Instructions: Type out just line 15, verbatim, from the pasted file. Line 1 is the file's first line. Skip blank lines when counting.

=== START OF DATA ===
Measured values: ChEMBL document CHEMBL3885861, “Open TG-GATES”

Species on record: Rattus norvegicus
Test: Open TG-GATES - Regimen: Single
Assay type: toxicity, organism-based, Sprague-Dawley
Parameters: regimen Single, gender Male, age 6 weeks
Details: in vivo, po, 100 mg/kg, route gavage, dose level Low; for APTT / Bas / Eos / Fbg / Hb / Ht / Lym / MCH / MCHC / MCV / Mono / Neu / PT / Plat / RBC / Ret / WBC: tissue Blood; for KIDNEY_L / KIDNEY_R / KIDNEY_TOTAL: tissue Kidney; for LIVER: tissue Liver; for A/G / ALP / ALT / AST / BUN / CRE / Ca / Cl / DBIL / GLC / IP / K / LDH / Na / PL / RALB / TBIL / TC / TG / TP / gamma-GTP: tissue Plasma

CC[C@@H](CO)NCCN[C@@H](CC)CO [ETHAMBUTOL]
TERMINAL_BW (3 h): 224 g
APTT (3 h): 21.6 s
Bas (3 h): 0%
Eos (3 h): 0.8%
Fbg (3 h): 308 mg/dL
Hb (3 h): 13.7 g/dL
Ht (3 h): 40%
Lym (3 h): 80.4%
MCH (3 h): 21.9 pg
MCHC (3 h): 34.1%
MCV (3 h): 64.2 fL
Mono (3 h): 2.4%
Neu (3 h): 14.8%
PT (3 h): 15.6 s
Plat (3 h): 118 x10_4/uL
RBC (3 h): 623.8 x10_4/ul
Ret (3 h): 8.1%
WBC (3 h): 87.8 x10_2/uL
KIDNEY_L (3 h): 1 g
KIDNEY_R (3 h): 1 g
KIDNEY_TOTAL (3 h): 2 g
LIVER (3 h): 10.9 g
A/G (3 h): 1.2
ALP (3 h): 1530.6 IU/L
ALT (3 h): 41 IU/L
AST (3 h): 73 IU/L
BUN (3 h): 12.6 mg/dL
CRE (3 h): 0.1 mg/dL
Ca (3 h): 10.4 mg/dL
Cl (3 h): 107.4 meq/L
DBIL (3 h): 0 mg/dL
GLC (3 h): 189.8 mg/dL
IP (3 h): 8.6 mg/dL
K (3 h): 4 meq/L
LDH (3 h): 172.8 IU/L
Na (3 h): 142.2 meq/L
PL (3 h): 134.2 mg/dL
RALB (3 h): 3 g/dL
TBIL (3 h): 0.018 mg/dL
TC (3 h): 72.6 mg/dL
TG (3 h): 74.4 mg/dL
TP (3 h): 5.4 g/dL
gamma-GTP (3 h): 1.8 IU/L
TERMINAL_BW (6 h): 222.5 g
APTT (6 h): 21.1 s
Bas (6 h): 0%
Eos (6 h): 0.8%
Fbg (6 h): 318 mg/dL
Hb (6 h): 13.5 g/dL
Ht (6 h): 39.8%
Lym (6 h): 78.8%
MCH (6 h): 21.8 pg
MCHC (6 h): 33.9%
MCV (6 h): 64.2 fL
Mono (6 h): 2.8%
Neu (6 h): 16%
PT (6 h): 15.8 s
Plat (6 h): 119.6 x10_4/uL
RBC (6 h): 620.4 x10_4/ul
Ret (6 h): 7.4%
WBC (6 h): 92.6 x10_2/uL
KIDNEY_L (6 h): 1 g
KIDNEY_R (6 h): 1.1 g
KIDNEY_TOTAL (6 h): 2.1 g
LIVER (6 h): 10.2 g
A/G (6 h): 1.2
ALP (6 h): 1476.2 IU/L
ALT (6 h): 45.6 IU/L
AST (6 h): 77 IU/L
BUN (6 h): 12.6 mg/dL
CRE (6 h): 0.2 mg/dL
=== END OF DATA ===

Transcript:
Lym (3 h): 80.4%